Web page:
Let us stand back in awe at the Bush administration's genius. Few administrations in our history have been more successful in setting the terms of the political debate. None has been as skilled at getting its facts accepted as plausible even when they are not. None has looked so principled, even when it said one thing while doing another.
More than any of his predecessors, President Bush understands the conventions of journalism and the traditions of political debate. These require that respectful attention be paid to whatever claims the president makes. Journalists who have the temerity to question whether the claims ring true (or whether the numbers add up) can count on being pummeled as liberal ideologues, even when they are only seeking the facts.
The president's claims are thus duly reported and most of the challenges come from the political opposition. Then the administration defends itself (as in, "administration officials dismissed the criticism as partisan carping").
Even when the most diligent and numbers-savvy budget reporters try to explain what's going on — and bless all of them for trying — the truth is usually lost in the cacophony of claims and counterclaims.
It's not surprising that so many readers skip the budget stories and turn to the sports pages where the numbers, at least, are reliable.
What's particularly ingenious about the administration's approach is that it throws out so many questionable claims at once that its opponents are left fuming, furious, sputtering — and easily dismissed as "Bush haters."
First, the administration understates how much long-term borrowing its Social Security privatization plan will require. Then it claims to have made deep cuts in the deficit when, in fact, its less-touted tax-cut proposals ($1.4 trillion over 10 years) will just ramp the deficit back up again. And you never know on any given day what the new cost estimates of that prescription-drug benefit will look like.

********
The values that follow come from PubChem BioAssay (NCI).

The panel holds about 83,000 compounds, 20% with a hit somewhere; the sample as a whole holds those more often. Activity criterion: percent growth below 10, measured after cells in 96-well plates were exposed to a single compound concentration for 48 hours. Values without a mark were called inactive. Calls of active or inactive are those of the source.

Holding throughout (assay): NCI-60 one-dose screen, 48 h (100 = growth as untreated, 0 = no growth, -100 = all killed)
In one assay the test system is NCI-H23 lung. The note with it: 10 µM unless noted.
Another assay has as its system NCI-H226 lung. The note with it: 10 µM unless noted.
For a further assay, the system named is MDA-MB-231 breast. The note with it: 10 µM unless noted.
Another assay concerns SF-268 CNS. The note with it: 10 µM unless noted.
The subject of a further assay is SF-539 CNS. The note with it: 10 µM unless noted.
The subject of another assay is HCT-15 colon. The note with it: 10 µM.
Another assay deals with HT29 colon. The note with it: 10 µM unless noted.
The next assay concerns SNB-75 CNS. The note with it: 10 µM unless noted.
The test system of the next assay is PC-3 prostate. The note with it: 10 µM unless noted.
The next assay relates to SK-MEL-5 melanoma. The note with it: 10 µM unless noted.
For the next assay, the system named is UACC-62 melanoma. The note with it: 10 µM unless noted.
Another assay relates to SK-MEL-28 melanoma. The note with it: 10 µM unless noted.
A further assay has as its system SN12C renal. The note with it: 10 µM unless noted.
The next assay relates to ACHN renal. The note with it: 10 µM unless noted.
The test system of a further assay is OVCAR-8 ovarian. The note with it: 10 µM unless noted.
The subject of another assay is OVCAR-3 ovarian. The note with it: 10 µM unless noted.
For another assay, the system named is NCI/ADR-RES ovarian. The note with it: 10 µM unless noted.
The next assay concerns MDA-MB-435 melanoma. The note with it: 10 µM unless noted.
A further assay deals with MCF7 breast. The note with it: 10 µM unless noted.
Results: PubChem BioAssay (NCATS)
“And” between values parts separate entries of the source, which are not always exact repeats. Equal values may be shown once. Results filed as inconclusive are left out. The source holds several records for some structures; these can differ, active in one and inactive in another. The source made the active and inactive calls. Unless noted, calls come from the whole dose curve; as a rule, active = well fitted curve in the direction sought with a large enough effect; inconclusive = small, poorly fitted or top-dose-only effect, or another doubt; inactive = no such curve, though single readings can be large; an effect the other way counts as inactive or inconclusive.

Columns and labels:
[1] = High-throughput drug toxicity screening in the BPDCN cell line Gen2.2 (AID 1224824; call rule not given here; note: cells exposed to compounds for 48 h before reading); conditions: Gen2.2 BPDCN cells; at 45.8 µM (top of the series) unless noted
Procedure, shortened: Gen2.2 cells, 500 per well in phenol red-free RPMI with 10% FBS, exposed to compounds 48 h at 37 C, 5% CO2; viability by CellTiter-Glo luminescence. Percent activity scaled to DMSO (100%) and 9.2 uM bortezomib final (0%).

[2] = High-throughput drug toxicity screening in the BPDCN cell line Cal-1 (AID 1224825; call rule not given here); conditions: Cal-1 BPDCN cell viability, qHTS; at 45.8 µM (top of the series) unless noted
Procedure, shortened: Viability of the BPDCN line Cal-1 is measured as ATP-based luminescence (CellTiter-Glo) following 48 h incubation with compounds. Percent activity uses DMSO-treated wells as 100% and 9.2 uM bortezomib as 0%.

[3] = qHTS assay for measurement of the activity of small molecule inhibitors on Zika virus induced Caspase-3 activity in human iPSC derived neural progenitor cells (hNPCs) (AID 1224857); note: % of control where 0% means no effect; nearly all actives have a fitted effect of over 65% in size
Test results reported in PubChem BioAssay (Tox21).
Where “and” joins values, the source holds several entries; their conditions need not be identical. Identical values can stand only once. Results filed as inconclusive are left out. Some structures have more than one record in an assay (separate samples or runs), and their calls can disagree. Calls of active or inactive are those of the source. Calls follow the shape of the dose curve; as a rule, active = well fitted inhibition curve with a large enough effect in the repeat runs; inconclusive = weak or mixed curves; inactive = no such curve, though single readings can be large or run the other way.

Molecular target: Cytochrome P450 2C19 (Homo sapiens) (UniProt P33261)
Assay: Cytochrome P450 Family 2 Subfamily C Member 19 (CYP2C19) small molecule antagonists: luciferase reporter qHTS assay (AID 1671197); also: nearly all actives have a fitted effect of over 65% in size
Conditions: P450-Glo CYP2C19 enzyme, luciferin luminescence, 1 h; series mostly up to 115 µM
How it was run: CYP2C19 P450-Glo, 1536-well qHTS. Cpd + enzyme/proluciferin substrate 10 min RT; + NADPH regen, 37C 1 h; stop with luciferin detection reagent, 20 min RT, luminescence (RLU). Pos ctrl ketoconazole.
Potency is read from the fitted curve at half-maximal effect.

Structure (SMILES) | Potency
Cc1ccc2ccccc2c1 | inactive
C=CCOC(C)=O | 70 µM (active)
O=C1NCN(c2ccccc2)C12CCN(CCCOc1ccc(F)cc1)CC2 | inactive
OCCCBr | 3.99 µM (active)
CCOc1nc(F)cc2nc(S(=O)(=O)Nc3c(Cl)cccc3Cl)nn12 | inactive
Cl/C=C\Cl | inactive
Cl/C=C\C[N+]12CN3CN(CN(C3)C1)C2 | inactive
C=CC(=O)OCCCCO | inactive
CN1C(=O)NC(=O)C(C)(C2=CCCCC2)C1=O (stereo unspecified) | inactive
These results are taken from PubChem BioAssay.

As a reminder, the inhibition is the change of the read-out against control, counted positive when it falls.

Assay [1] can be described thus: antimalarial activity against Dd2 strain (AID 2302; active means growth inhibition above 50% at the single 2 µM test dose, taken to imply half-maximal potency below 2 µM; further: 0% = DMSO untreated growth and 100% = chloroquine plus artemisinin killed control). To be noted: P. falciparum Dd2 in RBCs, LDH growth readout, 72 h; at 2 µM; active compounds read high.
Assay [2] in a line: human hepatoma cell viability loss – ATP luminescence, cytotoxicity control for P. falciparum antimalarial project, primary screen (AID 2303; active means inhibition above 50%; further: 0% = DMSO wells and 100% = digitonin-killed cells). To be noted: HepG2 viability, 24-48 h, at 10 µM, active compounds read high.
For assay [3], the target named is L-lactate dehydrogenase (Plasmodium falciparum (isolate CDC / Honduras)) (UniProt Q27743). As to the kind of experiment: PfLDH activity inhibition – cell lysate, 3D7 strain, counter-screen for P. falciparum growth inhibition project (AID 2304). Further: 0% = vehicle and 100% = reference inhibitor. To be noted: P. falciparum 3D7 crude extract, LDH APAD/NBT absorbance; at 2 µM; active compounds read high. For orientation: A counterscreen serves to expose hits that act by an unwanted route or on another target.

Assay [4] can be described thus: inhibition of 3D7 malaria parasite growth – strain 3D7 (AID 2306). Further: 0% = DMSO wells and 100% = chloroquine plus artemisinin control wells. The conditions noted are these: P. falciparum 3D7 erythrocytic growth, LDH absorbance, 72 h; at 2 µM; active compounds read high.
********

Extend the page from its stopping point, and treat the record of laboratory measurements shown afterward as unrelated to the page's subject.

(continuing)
Oh, yes, and the administration's "tough" budget doesn't even include the costs of the Social Security plan or the long-term costs of the war in Iraq, let alone the huge costs of permanently fixing the unintended effects of the alternative minimum tax.
As one critic put it, Bush's spending cuts "may grab headlines but will have little impact on the tide of red ink that Bush has ridden since 2001." Bush's budget "will obscure an agenda that is likely to generate ever-larger deficits over the coming decades" and "resembles Swiss cheese — and the holes may be more interesting than the substance."
Are those the words of a big-spending, Bush-loathing partisan Democrat? Nope. They come from a budget commentary in the current issue of Business Week, a magazine that can hardly be accused of ultra-leftism. Then there was a description of the Bush budget as "tough talk, but not enough to reassure the world that U.S. public finances are in safe hands." That would be from the Financial Times, another journal free of any taint of Marxism.
Personally, those critiques gave me hope. Perhaps we are finally reaching the point where hardheaded journalists are realizing the limits of "on the one hand, on the other hand" formulas where Bush's budget facts are concerned. Some facts are true. Some facts, no matter how well-spun, aren't facts at all.
And at least some of the president's supporters are perfectly candid about the game that is being played. So I offer three hearty cheers for my conservative friends on The Wall Street Journal's editorial page. Writing on Feb. 8 — beneath the cheeky headline, "Hooray for the Deficit" — the Journal's opiners argued that "the much-loathed budget 'deficit' is the main, and perhaps the only, reason we may finally get some federal spending restraint."
"The good news," the Journal declared cheerfully, "is that the size of the current deficit is once again focusing political attention back where it belongs, on the rapid rise in federal outlays."
Every commentator and reporter should thank these editorialists and shout, "Free at last!" All the pious claims by less-candid conservatives that they and their president care about the deficit can now be ignored.
The whole point (and, yes, this happened in the 1980s, too) is to create deficits, followed by a "crisis," followed by demands for cuts in domestic programs, especially in those "federal outlays" for low-income people.
The budget coverage may never be as engaging as the sports pages. But it will be much more bracing if everyone feels free to speak the truth: The president wants to cut a lot of things. The deficit just doesn't happen to be one of them.
E.J. Dionne's column appears regularly on editorial pages of The Times. His e-mail address is firstname.lastname@example.org
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